As to #2, schools and local school districts would decide how to implement the common elements. The States would decide which specific indicators their districts had to report. Districts and States would provide technical assistance and support to schools, with the U.S. Department of Education offering technical assistance to States and districts at their request. States ultimately would be responsible for intervening, as they determine appropriate, when the lowest-achieving schools are failing to implement the elements. In addition to providing funding, the federal government would monitor to ensure States comply with their responsibilities as Congress would more narrowly define them in the reauthorization.
In the Chairman's formulation, Congress would be encouraging the States and localities to innovate by guiding and assisting them to have Title I-funded public schools do what works to improve schools and, thereby, enhance student learning. All the school improvement and intervention decisions, including how to respond to low test scores and other indicators of inadequate progress, would be made at the local and State levels. As to school improvement and accountability, the federal role would be focused on: identifying what research and experience shows works; funding; technical assistance; and monitoring reporting of resources, common elements implementation and student outcomes and other statutory requirements to ensure compliance with the reauthorized ESEA.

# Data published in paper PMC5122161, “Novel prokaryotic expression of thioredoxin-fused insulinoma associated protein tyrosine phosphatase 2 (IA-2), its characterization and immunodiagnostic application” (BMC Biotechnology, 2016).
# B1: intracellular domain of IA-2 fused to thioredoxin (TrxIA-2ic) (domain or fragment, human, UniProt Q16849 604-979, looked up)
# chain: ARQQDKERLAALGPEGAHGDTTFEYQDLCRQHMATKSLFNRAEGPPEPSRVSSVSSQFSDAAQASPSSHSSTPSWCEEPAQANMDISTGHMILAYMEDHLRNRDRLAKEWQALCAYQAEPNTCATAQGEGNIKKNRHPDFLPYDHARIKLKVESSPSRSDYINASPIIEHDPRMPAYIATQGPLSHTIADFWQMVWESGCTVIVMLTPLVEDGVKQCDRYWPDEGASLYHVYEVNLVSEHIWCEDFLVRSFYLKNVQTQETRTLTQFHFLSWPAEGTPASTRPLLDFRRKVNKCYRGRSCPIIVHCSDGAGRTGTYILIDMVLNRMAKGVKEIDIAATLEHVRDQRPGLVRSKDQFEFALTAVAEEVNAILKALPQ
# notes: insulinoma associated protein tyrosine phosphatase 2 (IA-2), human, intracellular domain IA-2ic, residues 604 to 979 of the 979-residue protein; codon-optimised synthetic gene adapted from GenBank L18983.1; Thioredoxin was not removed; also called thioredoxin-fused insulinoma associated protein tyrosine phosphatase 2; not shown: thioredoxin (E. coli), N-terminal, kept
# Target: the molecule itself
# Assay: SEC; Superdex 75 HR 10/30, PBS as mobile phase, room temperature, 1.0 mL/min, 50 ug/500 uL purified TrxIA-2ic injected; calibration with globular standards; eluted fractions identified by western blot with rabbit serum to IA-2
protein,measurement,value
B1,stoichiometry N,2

As to assessments, assuming, as the Chairman does, that ESEA continues to require some testing and disaggregation of data, it will make a significant difference how much testing Congress imposes. FEA's proposal - to reduce federally mandated testing from all grades to grade span - is not only consistent with the Chairman's recognition that Congress should now focus on how to encourage States and localities to improve students' learning, but would significantly facilitate achieving that objective.